This article was first broadcast in Episode One Hundred Forty on 5th November 2020.
Ostron: I didn’t just hear that.
Ostron: No, okay, I did hear that. We’re Omega Black people, this is not a drill!
Libby (panicked): Book!
RaeRae: Getting the cover on the scrying pool.
Gath: Securing potions.
Lennon: Why didn’t we set up an alarm for this kind of thing?
RaeRae: Did you not hear that? It is the alarm! Where’s Ryu?
Killer DM (amused): Oh my. What is going on here?
RaeRae: That figures.
Gath (sighing): Let me go find my diamonds.
Ostron: I suppose you’re the cause of all this?
Killer DM: Well all this panicking and running around, no, although it is amusing. But if you mean the Tarrasque, then yes. I mean, I’ve never seen one before, so I was curious.
Lennon: You’re alive, of course you’ve never seen one before.
Killer DM: I don’t see what the fuss is about. It’s just…okay well it is rather large.
Lennon: You don’t say? Tell you what, I’ll go over it with you after we’re nowhere near it.
Mikey (via intercom): Teleport amplification runes in the audio cave are go.
Gath: Main room runes are a go.
RaeRae: “GTFO” carvings are good in the pool room.
Lennon: Booth runes are nominal.
Ostron: What about the annex?
Ostron: I’ll take that as a yes. Initiating area teleportation.
Killer DM: Awww, I wanted to see more! I mean, what do they actually do, anyway?
Lennon: Ha! What do they do, she asks. Okay, fine, let’s break this down. The tarrasque is right up there with Illithids, ancient chromatic dragons, and strange women in santa hats on the list of things you do not want to encounter while adventuring.
Killer DM: Excuse me!
Lennon: Whatever, talk to the hand.
If a tarrasque shows up it usually means the campaign is over. Not necessarily because everyone dies, though that’s usually the reason, but it is sometimes possible for high-level adventurers to put up a fight and have a chance of actually defeating a tarrasque. It’s really hard to find a more final, final boss so either way if the DM pulls out one of these, you’re probably done with the current adventure.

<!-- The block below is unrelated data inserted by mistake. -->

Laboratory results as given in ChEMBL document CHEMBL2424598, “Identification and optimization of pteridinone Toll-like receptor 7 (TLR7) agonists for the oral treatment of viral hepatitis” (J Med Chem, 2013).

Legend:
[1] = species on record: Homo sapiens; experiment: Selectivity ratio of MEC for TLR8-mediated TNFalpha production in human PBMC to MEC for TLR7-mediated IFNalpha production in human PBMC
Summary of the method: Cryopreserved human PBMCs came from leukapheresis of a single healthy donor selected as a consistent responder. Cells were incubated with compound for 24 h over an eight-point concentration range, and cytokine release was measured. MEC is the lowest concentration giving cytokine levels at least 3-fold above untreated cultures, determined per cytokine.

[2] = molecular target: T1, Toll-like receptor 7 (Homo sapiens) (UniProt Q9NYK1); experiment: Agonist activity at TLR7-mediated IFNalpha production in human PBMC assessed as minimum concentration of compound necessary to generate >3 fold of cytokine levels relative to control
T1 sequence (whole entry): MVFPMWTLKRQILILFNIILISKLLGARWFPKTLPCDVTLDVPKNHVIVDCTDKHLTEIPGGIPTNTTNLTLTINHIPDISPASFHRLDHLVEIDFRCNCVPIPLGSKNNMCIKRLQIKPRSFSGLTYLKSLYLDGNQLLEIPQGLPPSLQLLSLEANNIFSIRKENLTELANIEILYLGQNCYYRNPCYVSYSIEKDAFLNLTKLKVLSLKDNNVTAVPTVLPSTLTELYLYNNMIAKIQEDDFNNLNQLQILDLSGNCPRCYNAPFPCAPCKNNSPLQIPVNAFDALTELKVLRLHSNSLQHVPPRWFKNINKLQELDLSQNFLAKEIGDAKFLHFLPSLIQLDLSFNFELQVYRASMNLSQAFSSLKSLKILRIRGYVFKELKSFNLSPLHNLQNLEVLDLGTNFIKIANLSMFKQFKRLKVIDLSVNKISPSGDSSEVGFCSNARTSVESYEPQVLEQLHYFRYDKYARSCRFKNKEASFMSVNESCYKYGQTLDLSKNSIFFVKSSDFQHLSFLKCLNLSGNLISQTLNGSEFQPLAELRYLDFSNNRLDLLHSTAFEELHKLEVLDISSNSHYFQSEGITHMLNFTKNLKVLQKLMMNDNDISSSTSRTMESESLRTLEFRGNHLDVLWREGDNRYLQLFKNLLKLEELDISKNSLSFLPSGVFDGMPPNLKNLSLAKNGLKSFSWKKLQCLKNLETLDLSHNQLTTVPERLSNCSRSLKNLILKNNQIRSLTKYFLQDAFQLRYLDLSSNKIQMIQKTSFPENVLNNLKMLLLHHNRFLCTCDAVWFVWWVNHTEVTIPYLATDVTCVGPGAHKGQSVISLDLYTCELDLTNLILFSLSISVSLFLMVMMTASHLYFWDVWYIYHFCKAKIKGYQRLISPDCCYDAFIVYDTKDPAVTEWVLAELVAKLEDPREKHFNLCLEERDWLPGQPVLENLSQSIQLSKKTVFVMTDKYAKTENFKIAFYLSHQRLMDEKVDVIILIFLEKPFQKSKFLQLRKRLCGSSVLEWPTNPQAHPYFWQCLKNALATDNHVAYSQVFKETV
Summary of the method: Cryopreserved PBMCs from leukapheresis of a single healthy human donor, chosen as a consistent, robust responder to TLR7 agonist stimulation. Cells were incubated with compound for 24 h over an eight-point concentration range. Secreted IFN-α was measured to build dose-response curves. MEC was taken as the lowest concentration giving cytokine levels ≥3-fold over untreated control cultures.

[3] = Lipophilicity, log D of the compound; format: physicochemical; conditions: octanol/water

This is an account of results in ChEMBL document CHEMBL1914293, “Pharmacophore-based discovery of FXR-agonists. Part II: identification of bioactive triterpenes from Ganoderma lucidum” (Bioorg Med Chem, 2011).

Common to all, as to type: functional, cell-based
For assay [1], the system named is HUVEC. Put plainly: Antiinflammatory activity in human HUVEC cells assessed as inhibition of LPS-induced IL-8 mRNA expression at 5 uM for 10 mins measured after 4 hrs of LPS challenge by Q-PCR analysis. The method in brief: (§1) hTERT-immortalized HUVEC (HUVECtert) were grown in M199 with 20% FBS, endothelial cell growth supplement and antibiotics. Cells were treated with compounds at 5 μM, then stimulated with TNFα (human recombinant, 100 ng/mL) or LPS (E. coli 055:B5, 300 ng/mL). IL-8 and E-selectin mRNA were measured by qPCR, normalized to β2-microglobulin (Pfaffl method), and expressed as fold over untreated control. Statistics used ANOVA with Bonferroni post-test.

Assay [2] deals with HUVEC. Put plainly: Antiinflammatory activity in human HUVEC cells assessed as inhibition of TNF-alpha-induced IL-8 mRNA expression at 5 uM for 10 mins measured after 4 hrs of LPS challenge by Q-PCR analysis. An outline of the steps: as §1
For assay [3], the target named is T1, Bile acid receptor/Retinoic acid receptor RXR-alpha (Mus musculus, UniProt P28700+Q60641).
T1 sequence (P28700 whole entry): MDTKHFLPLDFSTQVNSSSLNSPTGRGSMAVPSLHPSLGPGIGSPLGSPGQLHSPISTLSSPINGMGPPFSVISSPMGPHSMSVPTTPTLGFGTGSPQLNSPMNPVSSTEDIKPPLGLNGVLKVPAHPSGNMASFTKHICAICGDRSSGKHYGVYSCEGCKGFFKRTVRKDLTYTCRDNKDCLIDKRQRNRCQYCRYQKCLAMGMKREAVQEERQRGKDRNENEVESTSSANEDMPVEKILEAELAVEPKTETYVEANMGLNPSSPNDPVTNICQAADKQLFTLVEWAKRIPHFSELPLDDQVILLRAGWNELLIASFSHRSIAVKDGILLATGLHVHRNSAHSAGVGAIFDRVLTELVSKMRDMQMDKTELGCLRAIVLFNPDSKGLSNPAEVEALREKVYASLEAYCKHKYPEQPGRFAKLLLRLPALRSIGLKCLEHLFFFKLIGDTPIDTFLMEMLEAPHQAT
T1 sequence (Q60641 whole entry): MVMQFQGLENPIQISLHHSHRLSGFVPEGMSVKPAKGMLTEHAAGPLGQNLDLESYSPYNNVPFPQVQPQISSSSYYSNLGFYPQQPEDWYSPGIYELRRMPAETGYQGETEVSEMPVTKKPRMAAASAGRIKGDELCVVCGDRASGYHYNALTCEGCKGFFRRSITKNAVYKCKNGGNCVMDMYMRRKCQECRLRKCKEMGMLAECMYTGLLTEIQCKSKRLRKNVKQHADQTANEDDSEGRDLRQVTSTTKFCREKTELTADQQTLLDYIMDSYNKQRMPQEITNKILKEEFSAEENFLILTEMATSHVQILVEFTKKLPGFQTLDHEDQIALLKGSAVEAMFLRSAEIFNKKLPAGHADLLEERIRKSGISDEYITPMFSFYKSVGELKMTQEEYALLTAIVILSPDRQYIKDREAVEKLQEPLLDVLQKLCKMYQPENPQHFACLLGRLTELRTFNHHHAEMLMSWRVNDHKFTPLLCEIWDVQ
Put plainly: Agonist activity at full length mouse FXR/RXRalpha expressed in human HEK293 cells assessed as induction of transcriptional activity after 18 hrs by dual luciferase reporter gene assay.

Interestingly enough, the tarrasque is not wholly a unique creation for D&D. There is a legend surrounding the Catholic Saint Martha from southern France that refers to a creature called the tarasque (that’s with 1 “R” instead of 2). In the legend, it lurked in the Rhone river and made a habit of eating men and wrecking boats until Saint Martha used holy water and her faith to basically charm the beast, whereupon she led it back to down and kept it docile while the townspeople killed it.
The Latin legend describes the mythological beast as “a huge dragon, half animal, half fish, fatter than a bull, longer than a horse, it had the face and head of a lion, teeth sharp as swords, the mane of a horse, a back that was hatchet-sharp with bristly scales keen as augers, six feet with bear-like claws, and the tail of a serpent, a double shield/carapace, like a tortoise’s, on each side.
Based on the D&D incarnations of this beastie, there was a certain amount borrowed from the myth, at least in the design of the creature’s body. The dungeons and dragons tarrasque gained an extra ‘r’ in its name and a bit more size. Most sources have agreed the tarrasque measures 50 feet tall upright and 70 feet from head to the tip of its tail (or 15 and 21 meters, respectively, for you foreign types) putting it firmly in kaiju territory, as Ryu would say. It has a turtle-like shell on its back, though most turtles do not have house-sized spikes on their shells. Most of the body is draconic or at least lizard-like, including full-size arms with articulated fingers and thumbs, though the number of fingers vary. Basically what isn’t armor, teeth, or claws is spikes.
As far as behavior, the creature is refreshingly uncomplicated. It shows up, and things die, and that is its only purpose. It’s just basically hungry and literally anything alive will work for food; creatures, plants, sentient beings, semi-sentient goo, whatever. Obviously I wouldn’t have an issue with it but lots of other things seem to.
No, I think it would even give you pause.